Welcome to COVID Questions, TIME’s advice column. We’re trying to make living through the pandemic a little easier, with expert-backed answers to your toughest coronavirus-related dilemmas. While we can’t and don’t offer medical advice—those questions should go to your doctor—we hope this column will help you sort through this stressful and confusing time. Got a question? Write to us at firstname.lastname@example.org.
Today, anonymous asks:
My family from Florida wants to visit us this summer but have not been vaccinated. My husband and I are fully vaccinated. What should we tell them about visiting us?
Navigating our semi-vaccinated world is full of tough questions like this one. Luckily, the U.S. Centers for Disease Control and Prevention (CDC) has issued guidance that may help.
According to the CDC, fully vaccinated people can visit indoors and unmasked with low-risk unvaccinated people from a single household. Recent research suggests getting both doses of the Moderna or Pfizer-BioNTech vaccines provides about 90% protection against COVID-19 infections. That means a person fully vaccinated with these shots has a pretty slim chance of infecting an unvaccinated person, or vice versa.
But it’s important to read the fine print there. Since no vaccine is 100% perfect, you should only visit with low-risk unvaccinated people—i.e., those who do not have medical conditions or other factors that would increase their chances of having a severe case of COVID-19 if they somehow did get infected. And you should only visit with one household of unvaccinated people at a time; your vaccination status wouldn’t make it any safer for a bunch of unvaccinated people to spend time together inside and unmasked.
Let’s assume the family members who want to visit meet both of those standards. Great! But there’s still the question of travel. Right now, the CDC does not recommend non-essential travel for unvaccinated people.
Even though airplanes have pretty good filtration systems, travelers encounter lots of other people in fairly tight quarters during the average trip, says Cindy Prins, an associate professor of epidemiology at the University of Florida. Each of those interactions raises the chances of COVID-19 exposure. Plus, if your family members were unknowingly infected while traveling, or got infected during the trip, they could potentially seed new cases in your area.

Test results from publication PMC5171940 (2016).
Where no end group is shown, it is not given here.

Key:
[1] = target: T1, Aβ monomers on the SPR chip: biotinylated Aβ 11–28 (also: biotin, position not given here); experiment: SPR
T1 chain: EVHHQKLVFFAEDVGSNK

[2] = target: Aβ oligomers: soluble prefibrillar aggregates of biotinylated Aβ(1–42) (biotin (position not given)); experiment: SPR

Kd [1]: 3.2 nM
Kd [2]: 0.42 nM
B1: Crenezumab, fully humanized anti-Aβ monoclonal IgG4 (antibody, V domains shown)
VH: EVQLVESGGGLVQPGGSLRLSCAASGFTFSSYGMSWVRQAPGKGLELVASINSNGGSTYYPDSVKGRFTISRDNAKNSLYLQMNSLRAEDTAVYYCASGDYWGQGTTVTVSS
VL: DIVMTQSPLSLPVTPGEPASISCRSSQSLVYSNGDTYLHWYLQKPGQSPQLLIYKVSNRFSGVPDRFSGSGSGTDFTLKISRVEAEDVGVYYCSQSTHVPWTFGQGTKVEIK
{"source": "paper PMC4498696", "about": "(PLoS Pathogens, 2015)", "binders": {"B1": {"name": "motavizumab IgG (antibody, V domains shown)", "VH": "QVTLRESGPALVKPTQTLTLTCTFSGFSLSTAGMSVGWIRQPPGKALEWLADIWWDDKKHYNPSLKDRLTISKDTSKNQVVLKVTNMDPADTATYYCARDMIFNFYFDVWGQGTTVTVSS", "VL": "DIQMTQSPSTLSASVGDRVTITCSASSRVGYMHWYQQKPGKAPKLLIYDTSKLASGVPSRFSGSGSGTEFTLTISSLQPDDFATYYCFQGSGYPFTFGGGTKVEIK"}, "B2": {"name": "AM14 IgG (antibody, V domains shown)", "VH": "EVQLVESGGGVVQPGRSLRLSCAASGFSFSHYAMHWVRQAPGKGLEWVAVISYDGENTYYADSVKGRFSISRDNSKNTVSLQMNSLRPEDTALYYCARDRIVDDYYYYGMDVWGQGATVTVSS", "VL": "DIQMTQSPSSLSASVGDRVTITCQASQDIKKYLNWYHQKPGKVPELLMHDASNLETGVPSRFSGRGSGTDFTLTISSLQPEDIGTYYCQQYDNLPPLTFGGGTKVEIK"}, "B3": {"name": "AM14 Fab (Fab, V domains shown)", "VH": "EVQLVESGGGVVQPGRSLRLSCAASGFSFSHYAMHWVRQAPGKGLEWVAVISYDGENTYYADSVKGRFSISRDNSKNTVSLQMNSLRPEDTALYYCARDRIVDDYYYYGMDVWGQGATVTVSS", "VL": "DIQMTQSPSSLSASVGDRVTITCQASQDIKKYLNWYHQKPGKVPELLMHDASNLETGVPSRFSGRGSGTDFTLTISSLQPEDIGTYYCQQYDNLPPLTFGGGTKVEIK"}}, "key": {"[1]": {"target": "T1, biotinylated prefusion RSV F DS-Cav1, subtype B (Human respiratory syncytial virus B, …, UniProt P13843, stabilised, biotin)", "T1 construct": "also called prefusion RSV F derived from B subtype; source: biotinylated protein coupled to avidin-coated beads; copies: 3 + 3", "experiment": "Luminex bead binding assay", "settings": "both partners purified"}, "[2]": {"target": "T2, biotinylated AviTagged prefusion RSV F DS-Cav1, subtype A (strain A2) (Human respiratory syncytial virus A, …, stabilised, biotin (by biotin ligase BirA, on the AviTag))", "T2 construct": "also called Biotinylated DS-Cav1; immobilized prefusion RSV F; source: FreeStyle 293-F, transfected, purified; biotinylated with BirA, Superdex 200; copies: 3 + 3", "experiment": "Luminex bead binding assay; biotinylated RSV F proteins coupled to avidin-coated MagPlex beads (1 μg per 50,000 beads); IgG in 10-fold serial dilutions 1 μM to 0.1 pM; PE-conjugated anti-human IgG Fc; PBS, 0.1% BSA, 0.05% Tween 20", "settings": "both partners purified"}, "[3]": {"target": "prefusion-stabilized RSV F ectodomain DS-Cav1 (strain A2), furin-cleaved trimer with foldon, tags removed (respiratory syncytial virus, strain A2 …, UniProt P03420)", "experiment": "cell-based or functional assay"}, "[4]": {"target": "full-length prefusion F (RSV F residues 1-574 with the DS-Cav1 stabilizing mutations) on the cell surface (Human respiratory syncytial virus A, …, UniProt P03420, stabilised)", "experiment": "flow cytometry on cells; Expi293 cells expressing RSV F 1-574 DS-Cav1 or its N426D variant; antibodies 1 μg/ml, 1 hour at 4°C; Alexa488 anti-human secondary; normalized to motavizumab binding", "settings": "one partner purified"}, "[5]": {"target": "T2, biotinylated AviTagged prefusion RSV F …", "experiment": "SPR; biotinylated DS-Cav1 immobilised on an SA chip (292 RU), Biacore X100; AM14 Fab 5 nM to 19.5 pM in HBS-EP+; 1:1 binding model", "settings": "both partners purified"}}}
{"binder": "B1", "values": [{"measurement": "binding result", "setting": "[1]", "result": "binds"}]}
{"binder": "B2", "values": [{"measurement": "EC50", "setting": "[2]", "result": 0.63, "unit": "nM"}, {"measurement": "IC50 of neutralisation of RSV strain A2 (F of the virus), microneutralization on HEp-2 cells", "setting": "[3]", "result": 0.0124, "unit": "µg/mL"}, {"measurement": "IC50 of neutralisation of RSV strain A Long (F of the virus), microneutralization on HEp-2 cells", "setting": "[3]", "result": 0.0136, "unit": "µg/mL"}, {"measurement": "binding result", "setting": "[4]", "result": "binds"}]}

Since you and your husband are vaccinated, could you two travel to visit your family instead? That’s a simple question with a complicated answer.
Flying would certainly be safer for you and your husband than for your unvaccinated family. Earlier this month, the CDC said fully vaccinated people can travel “at low risk to themselves,” and do not need to quarantine or get a negative test before or after a domestic flight.
The agency did not, however, give its full stamp of approval for leisure travel. “While we believe fully vaccinated people can travel at low risk to themselves, CDC is not recommending travel at this time due to rising number of cases,” CDC Director Dr. Rochelle Walensky said during an April 2 press briefing.
That advice may seem contradictory, but the key thing here is balancing individual and collective risk. COVID-19 is still spreading at concerning rates in this country, and the majority of people in the U.S. are not fully vaccinated. Maintaining pandemic precautions until most people are vaccinated and case counts drop will help keep everyone safe.
So, would you and your husband be fine if you flew to see your family? There’s no guarantee, but the science suggests you probably would be. If you do fly, try to avoid crowds in the airport and wear your mask during the whole flight, Prins says. Recent CDC modeling research also concluded that spacing out airplane passengers can help cut down on exposure to the virus—so if you can sit in an otherwise empty row, all the better.
But with all that said, might it be better to wait until more of the U.S. population is vaccinated and case counts are lower? Again, probably yes.
“Look at what’s going on in your community and in [your family’s] community,” Prins suggests. “Is it a high risk level? Are there a lot of cases? If that’s true, wait until more people get vaccinated and we start to see these case loads come down.”
View original article
Contributor: Jamie Ducharme